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Turning One Good Progression Into Two That Work Well Together

I’ve mentioned frequently lately that it’s become a thing to create entire songs based on one chord progression. That may work for top-40 kinds of songs, but if you’re into creating interesting music with lyrics, chords and melodies all partnering well together, the one-chord-progression song may not work so well.

But let’s say that you’ve got a chord progression that you really like, and now you’d like to create another one that’s different, but pairs up well with it.


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Let’s take the following progression as an example:

F  G  Am  Em
IV  V  vi  iii

There are interesting possibilities for creating new ones that will work well as a chord progression partner. Here’s one option: use it as your chorus progression, and then create a minor version which would work well as a verse progression.

Here’s how to create a minor version of a major progression that will always work. The four chords you see above (F, G, Am Em) all belong to the key of C major. So find the relative minor of C major (here’s a handy list), which will give you the key of A minor. Now, find the IV, V, vi and iii of the key of A minor, and you get this progression:

Dm  Em  F  C
iv  v  VI  III

That progression will work well as your verse progression. Let’s say that you run through that verse progression 4 times, changing the final C chord to a G, just to make the transition to the C major version work better. You wind up with this:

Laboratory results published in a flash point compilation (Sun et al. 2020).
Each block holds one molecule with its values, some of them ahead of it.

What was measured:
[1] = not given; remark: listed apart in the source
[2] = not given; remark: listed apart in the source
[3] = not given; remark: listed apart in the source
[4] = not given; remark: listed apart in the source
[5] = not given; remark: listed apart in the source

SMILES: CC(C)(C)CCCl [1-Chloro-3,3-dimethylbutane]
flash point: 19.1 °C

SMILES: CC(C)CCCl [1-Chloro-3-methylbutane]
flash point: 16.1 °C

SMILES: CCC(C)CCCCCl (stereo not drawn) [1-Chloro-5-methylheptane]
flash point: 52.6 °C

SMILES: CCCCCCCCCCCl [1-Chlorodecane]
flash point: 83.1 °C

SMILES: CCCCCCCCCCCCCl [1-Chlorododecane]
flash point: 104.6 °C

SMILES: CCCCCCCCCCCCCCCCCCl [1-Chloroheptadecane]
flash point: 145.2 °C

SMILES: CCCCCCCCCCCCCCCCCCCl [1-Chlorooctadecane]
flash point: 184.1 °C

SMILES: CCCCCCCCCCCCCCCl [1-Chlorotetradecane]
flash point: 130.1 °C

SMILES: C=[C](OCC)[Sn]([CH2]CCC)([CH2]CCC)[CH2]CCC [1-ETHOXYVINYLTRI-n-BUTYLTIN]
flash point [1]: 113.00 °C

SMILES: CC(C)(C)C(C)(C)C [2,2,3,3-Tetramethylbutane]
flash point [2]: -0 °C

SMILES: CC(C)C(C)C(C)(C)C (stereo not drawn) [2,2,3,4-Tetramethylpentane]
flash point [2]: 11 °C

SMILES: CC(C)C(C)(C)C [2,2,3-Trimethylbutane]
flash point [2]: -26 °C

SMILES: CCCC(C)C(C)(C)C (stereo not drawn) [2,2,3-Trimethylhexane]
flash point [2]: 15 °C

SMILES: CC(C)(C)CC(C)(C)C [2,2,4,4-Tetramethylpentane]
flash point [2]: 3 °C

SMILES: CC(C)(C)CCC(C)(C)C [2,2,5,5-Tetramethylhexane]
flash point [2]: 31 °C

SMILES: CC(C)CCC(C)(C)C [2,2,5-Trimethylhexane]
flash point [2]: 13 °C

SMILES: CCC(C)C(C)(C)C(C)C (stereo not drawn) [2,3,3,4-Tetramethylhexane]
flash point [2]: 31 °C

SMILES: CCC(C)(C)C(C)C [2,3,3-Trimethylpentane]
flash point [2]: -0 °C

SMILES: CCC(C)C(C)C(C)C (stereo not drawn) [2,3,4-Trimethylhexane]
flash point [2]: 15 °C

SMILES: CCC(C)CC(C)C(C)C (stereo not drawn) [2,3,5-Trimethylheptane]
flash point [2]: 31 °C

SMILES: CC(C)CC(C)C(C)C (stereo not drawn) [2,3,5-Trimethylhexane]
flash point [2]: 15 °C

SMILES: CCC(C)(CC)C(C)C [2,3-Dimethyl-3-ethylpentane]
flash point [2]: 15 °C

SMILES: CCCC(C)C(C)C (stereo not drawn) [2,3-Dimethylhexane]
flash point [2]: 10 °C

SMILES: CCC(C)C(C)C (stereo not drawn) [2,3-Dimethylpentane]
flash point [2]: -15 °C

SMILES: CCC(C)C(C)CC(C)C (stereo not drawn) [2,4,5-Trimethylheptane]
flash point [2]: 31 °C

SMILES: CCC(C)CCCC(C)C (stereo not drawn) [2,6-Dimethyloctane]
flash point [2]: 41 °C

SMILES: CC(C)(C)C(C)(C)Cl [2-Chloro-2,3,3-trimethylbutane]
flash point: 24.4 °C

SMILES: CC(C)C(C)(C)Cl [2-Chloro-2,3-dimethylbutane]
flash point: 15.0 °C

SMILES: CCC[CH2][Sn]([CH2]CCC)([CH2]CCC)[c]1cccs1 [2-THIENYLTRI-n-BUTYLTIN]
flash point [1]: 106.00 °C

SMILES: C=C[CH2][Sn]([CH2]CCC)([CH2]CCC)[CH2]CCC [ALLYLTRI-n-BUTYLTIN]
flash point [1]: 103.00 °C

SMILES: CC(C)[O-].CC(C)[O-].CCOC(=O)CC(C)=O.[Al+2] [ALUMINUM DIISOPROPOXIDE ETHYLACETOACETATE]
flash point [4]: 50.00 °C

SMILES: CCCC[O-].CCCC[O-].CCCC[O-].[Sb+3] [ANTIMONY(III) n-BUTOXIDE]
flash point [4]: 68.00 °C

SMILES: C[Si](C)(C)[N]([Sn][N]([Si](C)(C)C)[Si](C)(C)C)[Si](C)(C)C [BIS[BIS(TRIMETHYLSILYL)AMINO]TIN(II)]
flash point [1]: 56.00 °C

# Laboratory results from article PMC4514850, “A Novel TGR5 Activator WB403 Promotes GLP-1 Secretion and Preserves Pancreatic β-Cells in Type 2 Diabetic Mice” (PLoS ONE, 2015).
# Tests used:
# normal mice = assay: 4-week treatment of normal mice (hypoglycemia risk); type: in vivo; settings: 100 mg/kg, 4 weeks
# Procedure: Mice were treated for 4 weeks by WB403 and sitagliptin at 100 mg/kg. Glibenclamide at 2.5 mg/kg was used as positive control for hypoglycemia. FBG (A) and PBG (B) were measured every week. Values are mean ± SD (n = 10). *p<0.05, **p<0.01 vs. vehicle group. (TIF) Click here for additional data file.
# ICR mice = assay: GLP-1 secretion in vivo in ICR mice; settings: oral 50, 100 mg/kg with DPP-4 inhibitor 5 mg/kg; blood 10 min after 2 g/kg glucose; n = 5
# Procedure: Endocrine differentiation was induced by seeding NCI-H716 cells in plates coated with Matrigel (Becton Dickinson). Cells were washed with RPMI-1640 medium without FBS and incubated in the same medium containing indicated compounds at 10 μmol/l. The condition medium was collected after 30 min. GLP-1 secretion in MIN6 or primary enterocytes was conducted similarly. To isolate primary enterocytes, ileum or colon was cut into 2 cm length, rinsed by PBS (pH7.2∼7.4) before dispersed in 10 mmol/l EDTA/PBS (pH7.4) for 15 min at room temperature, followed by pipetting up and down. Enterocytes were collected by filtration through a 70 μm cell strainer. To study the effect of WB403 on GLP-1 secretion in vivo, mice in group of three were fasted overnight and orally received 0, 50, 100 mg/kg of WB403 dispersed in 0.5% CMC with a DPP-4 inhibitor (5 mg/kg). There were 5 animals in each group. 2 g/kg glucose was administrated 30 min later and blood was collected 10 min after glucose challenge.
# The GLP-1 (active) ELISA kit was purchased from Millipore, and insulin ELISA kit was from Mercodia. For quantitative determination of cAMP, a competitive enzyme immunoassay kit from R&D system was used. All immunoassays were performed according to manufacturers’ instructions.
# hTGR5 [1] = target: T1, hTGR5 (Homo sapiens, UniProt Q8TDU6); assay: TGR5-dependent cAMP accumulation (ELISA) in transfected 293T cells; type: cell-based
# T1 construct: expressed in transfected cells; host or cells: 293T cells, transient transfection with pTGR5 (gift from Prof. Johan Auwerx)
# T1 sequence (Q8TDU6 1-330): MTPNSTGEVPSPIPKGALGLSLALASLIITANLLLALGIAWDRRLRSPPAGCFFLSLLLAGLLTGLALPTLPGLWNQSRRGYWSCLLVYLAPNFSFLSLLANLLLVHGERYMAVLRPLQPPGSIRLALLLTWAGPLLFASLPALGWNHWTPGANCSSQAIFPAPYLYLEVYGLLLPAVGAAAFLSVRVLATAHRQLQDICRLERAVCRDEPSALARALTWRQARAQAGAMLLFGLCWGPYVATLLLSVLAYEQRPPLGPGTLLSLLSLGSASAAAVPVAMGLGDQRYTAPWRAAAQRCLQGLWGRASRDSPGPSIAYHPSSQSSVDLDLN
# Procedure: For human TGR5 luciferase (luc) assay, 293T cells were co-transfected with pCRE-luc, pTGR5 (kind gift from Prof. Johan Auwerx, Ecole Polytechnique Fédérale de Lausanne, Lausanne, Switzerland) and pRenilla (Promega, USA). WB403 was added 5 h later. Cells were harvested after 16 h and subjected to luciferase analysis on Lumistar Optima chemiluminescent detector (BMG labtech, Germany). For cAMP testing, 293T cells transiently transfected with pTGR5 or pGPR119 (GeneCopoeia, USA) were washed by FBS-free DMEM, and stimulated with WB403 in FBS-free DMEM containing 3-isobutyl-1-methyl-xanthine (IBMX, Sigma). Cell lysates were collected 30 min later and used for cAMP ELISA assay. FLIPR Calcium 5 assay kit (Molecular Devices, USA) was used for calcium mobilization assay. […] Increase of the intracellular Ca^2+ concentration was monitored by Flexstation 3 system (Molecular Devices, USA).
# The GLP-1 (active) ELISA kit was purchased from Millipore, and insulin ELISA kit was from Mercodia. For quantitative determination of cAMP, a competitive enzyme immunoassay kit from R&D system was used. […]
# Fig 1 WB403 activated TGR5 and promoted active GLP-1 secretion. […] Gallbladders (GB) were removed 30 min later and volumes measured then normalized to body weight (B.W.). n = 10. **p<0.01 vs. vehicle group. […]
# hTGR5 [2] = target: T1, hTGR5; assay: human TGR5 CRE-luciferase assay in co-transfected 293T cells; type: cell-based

Verse:

Dm  Em  F  C  |Dm  Em  F  C  |Dm  Em  F  C  |Dm  Em  F  G

Chorus:

F  G  Am  Em… etc

This method has allowed you to take what works — the chorus progression — shift it into a minor key, keeping all other pitch relationships the same (i.e., using the same Roman numerals), and you will always wind up with something that works.

And more than just working, you’ll find that the minor-major relationship of the two progressions makes them perfect partners for using as a verse-chorus pairing.

You will find that any major key progression can be moved into the relative minor (or vice versa), and it should always work. Here are some examples to experiment with:

  1. MINOR: Am  Em  F  C  Ddim  Em  Ddim  Am  ||MAJOR: C  G  Am  Em  F  G  F  C
  2. MINOR:  Em  F  C  Am ||MAJOR: G  Am  Em  C
  3. MINOR:  F  Ddim  Em  Am  ||MAJOR: Am  F  G  C

Written by Gary Ewer. Follow on Twitter.Songwriting eBook Bundle - Gary Ewer


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One Comment

  1. Any thoughts or ideas for chord progressions that dont fit neatly into one particular key? As i was reading this, i realized the song i was listening to and like very much features the same chord progression throughout. (Army of One, Coldplay). I think it takes a real gift for melody to craft an engaging, interesting song from three or four triads.

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